Join us for a 30-minute webinar on July 15th from 2-2:30pm EST where we dive deeper into Incentivized Ratings & Reviews Best Practices. Register here or contact us for more information.
Background on incentivized reviews and the consumer protection requirements
Incentivized reviews are a fundamental part of the marketer’s tool kits – and for good reason. Most Canadians shop online, and over 90% of them have searched for reviews in the process. Moreover, 74% say they search online reviews before making in-store purchases. In short, consumer reviews have an enormous impact on whether a product is successful or not.
Because of this, incentivized reviews fall under the purview of the Competition Bureau. The Bureau is responsible for ensuring that consumers can trust reviews, and that advertisers are not providing misleading information. At present, the key criteria for identifying a false review is if advertisers incentivized it and the material connection is not clearly and prominently disclosed and described. The Competition Bureau has also published numerous digests that provide clear guidance on what they are looking for with regard to organic reviews, including a focus on genuine, impartial reviews for real customers that include both pros and cons of the experience. These principles should be applied where possible to incentivized reviews as well.
Simple standards meet a complex web of different approaches
While that may sound straightforward, the reality marketers face today is far more complex because of multiple and inconsistent standards across the major players. Furthermore, this puts the marketers at risk of unwittingly running afoul of the regulations, even if there is no actual intent to provide “false reviews”.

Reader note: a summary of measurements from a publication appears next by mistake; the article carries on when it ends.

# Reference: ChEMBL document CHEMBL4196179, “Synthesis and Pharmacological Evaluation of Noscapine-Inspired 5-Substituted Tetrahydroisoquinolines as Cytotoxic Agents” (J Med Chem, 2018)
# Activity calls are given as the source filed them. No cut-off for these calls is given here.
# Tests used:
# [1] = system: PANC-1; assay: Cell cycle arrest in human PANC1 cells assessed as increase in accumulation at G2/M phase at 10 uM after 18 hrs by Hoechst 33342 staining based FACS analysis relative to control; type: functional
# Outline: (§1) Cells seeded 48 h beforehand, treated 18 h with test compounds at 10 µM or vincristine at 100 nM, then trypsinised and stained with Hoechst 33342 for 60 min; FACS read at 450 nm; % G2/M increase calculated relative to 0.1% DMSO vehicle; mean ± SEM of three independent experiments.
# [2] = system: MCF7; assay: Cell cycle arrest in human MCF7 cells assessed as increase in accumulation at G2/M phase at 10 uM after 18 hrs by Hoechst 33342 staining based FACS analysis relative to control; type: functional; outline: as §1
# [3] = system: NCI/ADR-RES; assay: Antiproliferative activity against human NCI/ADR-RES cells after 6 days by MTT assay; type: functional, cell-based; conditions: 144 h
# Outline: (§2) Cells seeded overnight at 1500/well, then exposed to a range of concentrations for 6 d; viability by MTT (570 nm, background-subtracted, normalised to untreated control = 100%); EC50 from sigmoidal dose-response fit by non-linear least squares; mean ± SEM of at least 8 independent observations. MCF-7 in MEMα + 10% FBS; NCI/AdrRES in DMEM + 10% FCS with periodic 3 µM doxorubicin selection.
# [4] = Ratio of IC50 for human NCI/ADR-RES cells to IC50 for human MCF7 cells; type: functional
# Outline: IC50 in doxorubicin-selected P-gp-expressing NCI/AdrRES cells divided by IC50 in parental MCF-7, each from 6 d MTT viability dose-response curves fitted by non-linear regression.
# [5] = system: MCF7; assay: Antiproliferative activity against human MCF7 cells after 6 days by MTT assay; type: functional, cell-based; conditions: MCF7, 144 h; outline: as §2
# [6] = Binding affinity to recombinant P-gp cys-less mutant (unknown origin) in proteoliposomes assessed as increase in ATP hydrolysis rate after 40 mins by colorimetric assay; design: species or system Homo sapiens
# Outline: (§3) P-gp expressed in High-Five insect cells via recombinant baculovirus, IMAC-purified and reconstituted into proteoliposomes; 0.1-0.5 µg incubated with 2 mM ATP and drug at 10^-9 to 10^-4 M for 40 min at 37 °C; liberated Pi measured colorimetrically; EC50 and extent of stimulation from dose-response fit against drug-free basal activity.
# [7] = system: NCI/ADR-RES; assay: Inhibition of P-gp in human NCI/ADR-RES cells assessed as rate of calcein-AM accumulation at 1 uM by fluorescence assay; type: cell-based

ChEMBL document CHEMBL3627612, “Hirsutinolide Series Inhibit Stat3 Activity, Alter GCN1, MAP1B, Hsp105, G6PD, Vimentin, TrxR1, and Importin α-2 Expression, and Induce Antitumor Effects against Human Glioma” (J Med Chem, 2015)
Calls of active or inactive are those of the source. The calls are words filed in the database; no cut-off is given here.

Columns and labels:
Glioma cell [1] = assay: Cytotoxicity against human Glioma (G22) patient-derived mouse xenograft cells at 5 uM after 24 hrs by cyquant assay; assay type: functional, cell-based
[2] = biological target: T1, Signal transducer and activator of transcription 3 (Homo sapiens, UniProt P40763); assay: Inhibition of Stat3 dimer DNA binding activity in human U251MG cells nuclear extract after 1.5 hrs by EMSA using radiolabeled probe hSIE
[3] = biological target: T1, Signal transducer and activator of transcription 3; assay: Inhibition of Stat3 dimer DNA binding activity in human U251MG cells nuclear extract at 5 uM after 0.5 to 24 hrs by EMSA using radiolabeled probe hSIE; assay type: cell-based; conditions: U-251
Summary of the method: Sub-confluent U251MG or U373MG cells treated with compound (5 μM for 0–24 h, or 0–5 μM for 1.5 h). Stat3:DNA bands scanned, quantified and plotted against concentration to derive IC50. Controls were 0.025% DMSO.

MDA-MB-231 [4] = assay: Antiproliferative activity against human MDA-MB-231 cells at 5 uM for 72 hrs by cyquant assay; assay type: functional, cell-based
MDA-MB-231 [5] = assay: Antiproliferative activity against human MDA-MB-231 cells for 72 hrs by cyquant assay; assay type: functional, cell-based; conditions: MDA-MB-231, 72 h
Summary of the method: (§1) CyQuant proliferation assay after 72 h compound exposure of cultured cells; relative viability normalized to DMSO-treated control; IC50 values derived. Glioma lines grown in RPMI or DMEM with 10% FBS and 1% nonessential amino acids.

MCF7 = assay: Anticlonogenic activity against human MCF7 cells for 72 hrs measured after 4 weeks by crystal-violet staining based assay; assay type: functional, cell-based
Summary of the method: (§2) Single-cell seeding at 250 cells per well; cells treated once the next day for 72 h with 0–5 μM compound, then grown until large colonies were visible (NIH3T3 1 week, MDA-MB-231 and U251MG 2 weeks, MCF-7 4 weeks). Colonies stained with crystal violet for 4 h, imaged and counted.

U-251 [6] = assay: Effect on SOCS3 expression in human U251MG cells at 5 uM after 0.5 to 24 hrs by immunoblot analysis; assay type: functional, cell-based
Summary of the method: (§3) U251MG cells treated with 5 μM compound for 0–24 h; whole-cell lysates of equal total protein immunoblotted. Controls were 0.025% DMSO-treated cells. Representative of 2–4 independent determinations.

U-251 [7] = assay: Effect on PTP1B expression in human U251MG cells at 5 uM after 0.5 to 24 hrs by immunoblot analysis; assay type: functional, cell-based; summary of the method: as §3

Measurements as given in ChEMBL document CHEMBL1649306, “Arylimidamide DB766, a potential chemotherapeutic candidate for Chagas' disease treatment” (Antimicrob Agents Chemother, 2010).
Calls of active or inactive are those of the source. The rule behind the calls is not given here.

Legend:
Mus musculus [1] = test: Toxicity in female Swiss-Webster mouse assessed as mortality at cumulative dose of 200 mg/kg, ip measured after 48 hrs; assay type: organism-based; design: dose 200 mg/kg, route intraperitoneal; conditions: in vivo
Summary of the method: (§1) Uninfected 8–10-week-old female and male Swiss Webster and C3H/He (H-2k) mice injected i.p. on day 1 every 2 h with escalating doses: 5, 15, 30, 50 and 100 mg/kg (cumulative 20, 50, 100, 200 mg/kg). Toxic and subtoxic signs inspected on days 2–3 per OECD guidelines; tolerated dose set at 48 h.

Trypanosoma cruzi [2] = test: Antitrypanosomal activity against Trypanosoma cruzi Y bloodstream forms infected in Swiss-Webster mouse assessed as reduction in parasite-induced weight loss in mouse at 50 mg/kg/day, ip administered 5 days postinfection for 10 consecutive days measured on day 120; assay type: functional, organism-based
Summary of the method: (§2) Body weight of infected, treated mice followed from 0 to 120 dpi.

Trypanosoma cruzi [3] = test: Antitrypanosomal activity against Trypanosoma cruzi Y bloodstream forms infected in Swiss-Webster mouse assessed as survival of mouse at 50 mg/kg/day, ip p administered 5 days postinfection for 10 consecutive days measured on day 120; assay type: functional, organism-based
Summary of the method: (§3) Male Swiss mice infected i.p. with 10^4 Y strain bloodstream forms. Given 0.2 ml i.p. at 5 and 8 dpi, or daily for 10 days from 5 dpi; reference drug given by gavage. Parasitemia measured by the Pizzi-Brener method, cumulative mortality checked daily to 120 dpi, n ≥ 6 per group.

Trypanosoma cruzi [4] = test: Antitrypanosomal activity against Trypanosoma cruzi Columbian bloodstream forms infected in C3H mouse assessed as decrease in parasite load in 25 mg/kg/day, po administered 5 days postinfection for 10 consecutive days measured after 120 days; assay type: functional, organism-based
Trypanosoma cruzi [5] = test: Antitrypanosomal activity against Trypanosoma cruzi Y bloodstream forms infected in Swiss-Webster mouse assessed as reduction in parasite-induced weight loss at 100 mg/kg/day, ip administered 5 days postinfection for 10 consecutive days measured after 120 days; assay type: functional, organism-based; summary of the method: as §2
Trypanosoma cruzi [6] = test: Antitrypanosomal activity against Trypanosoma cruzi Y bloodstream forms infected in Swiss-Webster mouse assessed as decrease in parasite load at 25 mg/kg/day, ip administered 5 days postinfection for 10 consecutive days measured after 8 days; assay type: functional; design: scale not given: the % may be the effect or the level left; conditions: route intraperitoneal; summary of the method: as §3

Retailers such as Amazon, Walmart and Costco are the primary locations where consumers search for reviews, and these retailers control their own sites. Consumers also find reviews via Google which pulls reviews from retailer and brand sites.
Retailers often request that brands ensure products have a certain minimum number of reviews, which then triggers advertiser-sponsored programs to generate incentivized reviews. Bazaarvoice and PowerReviews are technology platforms that allow single product reviews to be “syndicated” across multiple retailer sites, which is a huge benefit to advertisers.
These technology platforms along with the retailers have set the disclosure standards and standard practices for the collection and dissemination of these reviews, often adopting policies developed in the USA.
To make matters even more complex, Amazon has their own incentivized review program, Amazon Vine, where companies pay Amazon to obtain these reviews that coexist alongside other reviews. In addition to the retailers and review syndication platforms, advertisers will also engage third party agencies such as Shopper Army (affiliated with BrandSpark and Best New Product Awards) to help them generate these incentivized reviews.
Inconsistent standards are being applied in Canada when it comes to the generation of the reviews, as well as the disclaimers that are applied. In marked contrast to sponsored influencer programs where advertisers and agencies follow Ad Standards Disclosure Guidelines, there are currently no similar Ad Standards guidelines for incentivized reviews.